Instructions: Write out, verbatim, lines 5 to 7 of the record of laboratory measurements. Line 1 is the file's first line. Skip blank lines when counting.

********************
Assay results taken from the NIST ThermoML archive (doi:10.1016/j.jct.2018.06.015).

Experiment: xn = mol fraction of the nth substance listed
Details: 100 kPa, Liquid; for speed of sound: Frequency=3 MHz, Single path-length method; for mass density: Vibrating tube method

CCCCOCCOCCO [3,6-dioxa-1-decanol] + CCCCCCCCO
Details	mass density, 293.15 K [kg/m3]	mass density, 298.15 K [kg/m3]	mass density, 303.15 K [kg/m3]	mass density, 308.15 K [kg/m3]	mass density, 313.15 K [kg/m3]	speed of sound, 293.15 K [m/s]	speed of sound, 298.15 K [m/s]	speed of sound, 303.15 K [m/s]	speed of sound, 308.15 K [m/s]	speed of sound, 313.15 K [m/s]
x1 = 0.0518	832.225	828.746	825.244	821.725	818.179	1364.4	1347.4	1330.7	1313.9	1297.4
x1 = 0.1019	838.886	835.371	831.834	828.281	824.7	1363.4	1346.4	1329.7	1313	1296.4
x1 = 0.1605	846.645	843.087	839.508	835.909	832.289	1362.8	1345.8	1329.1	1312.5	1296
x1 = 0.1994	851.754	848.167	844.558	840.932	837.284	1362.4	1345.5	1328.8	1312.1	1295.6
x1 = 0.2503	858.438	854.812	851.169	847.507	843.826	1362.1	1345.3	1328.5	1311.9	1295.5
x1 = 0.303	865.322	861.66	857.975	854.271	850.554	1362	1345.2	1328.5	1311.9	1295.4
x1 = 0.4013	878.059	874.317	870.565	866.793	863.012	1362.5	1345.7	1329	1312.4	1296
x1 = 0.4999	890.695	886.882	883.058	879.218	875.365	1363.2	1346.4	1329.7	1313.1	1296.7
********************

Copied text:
Details	mass density, 293.15 K [kg/m3]	mass density, 298.15 K [kg/m3]	mass density, 303.15 K [kg/m3]	mass density, 308.15 K [kg/m3]	mass density, 313.15 K [kg/m3]	speed of sound, 293.15 K [m/s]	speed of sound, 298.15 K [m/s]	speed of sound, 303.15 K [m/s]	speed of sound, 308.15 K [m/s]	speed of sound, 313.15 K [m/s]
x1 = 0.0518	832.225	828.746	825.244	821.725	818.179	1364.4	1347.4	1330.7	1313.9	1297.4
x1 = 0.1019	838.886	835.371	831.834	828.281	824.7	1363.4	1346.4	1329.7	1313	1296.4